Sometimes places surprise you. When my friend offered to buy me dinner I was excited. When she mentioned it was at a Marriott hotel, I was less so.
Now, I have nothing against that particular hotel chain. In fact, I’ve stayed with them on several trips to the US, and have always been impressed. But, as with all hotel restaurants, my expectations were immediately lowered. However, I have to admit that Gillray’s Steakhouse & Bar in the County Hall hotel proved an exception.
If you haven’t been to the County Hall before (and I hadn’t), it's worth dropping by to take in the history. County Hall was the headquarters of London County Council and later the Greater London Council (GLC) – as in ‘Red Ken’ Livingstone and his vehement anti-Thatcherism fame. Because it’s a listed building, Marriott have had to preserve its original 1920’s features.
Segueing to the restaurant itself (I’d be here all day if I was writing about the hotel), Gillray’s is located in the South Wing of the County Hall with views of the Thames, Big Ben, the Houses of Parliament, and the London Eye. Given it’s in the wing, the restaurant is long and relatively narrow, but with its high ceilings, oak paneled walls framing large rectangle windows, and marble floor, it feels spacious yet surprisingly cozy. The restaurant derives its name from James Gillray, the famous English caricaturist, so reproductions of his characters appear on decorative panels, and the titles of some of his images are used as names for cocktails.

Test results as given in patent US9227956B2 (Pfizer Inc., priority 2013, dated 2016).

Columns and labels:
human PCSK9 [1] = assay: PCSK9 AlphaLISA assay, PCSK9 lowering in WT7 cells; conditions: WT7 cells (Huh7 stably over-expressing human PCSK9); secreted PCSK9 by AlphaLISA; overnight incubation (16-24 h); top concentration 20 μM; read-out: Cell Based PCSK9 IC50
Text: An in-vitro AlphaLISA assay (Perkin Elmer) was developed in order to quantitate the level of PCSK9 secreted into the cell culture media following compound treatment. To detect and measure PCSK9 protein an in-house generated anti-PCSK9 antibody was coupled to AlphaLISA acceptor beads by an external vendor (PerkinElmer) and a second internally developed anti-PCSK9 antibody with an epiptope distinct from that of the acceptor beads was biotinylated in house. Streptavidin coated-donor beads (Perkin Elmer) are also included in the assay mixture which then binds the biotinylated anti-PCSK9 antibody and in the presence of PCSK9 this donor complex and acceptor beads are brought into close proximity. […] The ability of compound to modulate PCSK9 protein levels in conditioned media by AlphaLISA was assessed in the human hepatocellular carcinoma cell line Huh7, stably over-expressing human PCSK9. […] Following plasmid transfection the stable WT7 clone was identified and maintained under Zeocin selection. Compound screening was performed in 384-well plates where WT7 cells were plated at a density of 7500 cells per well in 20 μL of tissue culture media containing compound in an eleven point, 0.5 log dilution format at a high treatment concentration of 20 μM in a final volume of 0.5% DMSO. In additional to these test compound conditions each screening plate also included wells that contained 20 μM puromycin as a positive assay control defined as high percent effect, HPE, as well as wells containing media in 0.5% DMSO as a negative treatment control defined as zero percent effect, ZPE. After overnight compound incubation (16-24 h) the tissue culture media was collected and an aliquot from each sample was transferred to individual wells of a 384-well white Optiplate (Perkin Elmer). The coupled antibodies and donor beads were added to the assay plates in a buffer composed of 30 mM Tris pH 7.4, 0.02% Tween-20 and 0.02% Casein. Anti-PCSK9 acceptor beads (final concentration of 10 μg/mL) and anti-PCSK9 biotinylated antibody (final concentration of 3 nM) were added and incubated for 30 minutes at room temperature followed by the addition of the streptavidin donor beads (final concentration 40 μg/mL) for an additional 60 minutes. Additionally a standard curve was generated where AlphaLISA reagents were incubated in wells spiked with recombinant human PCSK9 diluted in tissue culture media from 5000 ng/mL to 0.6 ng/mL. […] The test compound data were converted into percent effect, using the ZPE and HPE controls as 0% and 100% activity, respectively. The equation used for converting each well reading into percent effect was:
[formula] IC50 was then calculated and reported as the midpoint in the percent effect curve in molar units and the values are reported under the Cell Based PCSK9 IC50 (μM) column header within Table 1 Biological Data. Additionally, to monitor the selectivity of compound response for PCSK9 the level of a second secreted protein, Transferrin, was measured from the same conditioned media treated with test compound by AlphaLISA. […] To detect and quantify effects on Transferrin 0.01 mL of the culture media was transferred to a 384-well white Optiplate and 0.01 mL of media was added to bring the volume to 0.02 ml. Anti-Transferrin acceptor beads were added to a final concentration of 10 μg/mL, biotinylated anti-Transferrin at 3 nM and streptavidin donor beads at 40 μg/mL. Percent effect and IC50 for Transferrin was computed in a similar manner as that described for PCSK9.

The dinner itself began with the delightful surprise of a Yorkshire pudding with gravy and horseradish source – rather than bread and dips. The Northerner is something of an expert when it comes to this particular dish, so the delight on her face said it all as to its quality. For starters, we went for pan-fried scallops with black pudding, and Devonshire crab cakes with mustard and dill. The former is a favourite combination of ours and it didn’t disappoint. The crab cakes were meaty and large, which we normally think is a good thing, until we saw the size of our mains.
Gilray’s specializes in steak, and it gives you the option of bone-in or bone-out. At the waiter’s recommendation, we opted for the fillet and porterhouse cuts on the bone. They were quite simply superb. Huge cuts of meat that were well-seasoned, and cooked melt-in-your-mouth medium-rare – something that is surprisingly rare (excuse the pun) in steak restaurants. With triple-cooked chips, bone marrow and some creamed spinach, it was a dish fit for kings. Or local politicians. For dessert we tried the trifle, a dish that I’ve eaten many times in a family setting and has never failed to disappoint. This trifle is the exception, with rich layered lashings of whipped cream, sponge and fruit, and the sherry added at your discretion through a hole in the centre.
Gillrays is one of those places that restauranteurs are talking about, and having visited there I can see why. It combines history, culture, magnificent views, and excellent British beef. It’s a very pleasant surprise.